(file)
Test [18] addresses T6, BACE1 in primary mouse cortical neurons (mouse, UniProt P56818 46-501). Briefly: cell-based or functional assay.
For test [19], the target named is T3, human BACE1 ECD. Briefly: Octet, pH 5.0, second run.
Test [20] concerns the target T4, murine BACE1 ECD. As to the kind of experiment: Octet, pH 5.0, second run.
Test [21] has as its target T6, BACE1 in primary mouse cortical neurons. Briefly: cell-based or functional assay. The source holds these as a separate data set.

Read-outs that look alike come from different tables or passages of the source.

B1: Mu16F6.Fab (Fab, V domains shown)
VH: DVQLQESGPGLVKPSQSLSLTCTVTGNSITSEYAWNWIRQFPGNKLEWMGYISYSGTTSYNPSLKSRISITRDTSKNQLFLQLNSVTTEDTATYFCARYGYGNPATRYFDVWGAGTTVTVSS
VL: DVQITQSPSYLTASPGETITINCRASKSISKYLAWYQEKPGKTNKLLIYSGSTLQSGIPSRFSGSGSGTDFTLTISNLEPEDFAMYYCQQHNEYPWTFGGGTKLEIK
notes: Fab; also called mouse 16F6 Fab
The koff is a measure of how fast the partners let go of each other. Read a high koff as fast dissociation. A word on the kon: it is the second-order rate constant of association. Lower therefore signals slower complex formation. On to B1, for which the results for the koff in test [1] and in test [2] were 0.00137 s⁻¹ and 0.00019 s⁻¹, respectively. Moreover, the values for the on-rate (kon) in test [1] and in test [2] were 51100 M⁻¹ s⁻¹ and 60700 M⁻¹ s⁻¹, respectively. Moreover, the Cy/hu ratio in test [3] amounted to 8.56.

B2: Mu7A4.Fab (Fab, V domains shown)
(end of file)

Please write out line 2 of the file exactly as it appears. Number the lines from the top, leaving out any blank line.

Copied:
For test [19], the target named is T3, human BACE1 ECD. Briefly: Octet, pH 5.0, second run.